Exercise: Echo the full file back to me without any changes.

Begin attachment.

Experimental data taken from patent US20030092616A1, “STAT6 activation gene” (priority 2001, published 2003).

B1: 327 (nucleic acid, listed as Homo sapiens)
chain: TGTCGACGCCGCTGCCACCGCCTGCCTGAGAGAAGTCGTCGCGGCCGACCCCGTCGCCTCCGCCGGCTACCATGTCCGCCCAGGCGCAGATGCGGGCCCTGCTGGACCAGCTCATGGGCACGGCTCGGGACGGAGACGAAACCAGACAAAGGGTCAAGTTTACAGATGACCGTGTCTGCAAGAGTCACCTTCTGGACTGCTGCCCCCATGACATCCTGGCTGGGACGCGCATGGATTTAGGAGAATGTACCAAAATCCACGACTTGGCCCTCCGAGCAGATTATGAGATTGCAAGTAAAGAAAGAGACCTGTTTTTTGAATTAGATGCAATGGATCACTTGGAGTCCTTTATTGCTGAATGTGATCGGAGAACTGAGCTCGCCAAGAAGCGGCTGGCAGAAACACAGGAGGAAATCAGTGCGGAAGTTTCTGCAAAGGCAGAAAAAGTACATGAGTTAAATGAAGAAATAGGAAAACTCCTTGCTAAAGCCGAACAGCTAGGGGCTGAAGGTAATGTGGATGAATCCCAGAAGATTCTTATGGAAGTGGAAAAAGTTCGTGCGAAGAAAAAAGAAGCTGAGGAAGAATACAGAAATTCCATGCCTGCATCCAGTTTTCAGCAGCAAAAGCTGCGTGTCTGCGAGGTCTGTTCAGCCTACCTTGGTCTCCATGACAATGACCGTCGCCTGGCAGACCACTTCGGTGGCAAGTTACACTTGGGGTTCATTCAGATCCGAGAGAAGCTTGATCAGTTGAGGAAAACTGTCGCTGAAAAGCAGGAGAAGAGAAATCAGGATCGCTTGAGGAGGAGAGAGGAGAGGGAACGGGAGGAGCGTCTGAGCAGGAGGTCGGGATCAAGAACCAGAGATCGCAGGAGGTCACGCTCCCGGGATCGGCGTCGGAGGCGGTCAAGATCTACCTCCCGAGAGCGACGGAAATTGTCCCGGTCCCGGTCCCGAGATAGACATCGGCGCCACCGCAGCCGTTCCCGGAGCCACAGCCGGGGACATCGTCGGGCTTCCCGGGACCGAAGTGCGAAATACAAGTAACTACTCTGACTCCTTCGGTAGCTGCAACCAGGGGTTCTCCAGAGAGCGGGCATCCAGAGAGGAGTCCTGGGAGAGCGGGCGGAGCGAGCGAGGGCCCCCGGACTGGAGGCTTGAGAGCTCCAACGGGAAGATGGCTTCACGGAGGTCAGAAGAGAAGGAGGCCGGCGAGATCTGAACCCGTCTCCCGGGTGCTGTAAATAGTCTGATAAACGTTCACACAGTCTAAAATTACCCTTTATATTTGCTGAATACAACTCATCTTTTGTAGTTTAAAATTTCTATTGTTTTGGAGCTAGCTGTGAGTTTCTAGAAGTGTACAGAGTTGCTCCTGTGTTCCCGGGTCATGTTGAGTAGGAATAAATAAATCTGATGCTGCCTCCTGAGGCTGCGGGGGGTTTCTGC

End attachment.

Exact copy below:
Experimental data taken from patent US20030092616A1, “STAT6 activation gene” (priority 2001, published 2003).

B1: 327 (nucleic acid, listed as Homo sapiens)
chain: TGTCGACGCCGCTGCCACCGCCTGCCTGAGAGAAGTCGTCGCGGCCGACCCCGTCGCCTCCGCCGGCTACCATGTCCGCCCAGGCGCAGATGCGGGCCCTGCTGGACCAGCTCATGGGCACGGCTCGGGACGGAGACGAAACCAGACAAAGGGTCAAGTTTACAGATGACCGTGTCTGCAAGAGTCACCTTCTGGACTGCTGCCCCCATGACATCCTGGCTGGGACGCGCATGGATTTAGGAGAATGTACCAAAATCCACGACTTGGCCCTCCGAGCAGATTATGAGATTGCAAGTAAAGAAAGAGACCTGTTTTTTGAATTAGATGCAATGGATCACTTGGAGTCCTTTATTGCTGAATGTGATCGGAGAACTGAGCTCGCCAAGAAGCGGCTGGCAGAAACACAGGAGGAAATCAGTGCGGAAGTTTCTGCAAAGGCAGAAAAAGTACATGAGTTAAATGAAGAAATAGGAAAACTCCTTGCTAAAGCCGAACAGCTAGGGGCTGAAGGTAATGTGGATGAATCCCAGAAGATTCTTATGGAAGTGGAAAAAGTTCGTGCGAAGAAAAAAGAAGCTGAGGAAGAATACAGAAATTCCATGCCTGCATCCAGTTTTCAGCAGCAAAAGCTGCGTGTCTGCGAGGTCTGTTCAGCCTACCTTGGTCTCCATGACAATGACCGTCGCCTGGCAGACCACTTCGGTGGCAAGTTACACTTGGGGTTCATTCAGATCCGAGAGAAGCTTGATCAGTTGAGGAAAACTGTCGCTGAAAAGCAGGAGAAGAGAAATCAGGATCGCTTGAGGAGGAGAGAGGAGAGGGAACGGGAGGAGCGTCTGAGCAGGAGGTCGGGATCAAGAACCAGAGATCGCAGGAGGTCACGCTCCCGGGATCGGCGTCGGAGGCGGTCAAGATCTACCTCCCGAGAGCGACGGAAATTGTCCCGGTCCCGGTCCCGAGATAGACATCGGCGCCACCGCAGCCGTTCCCGGAGCCACAGCCGGGGACATCGTCGGGCTTCCCGGGACCGAAGTGCGAAATACAAGTAACTACTCTGACTCCTTCGGTAGCTGCAACCAGGGGTTCTCCAGAGAGCGGGCATCCAGAGAGGAGTCCTGGGAGAGCGGGCGGAGCGAGCGAGGGCCCCCGGACTGGAGGCTTGAGAGCTCCAACGGGAAGATGGCTTCACGGAGGTCAGAAGAGAAGGAGGCCGGCGAGATCTGAACCCGTCTCCCGGGTGCTGTAAATAGTCTGATAAACGTTCACACAGTCTAAAATTACCCTTTATATTTGCTGAATACAACTCATCTTTTGTAGTTTAAAATTTCTATTGTTTTGGAGCTAGCTGTGAGTTTCTAGAAGTGTACAGAGTTGCTCCTGTGTTCCCGGGTCATGTTGAGTAGGAATAAATAAATCTGATGCTGCCTCCTGAGGCTGCGGGGGGTTTCTGC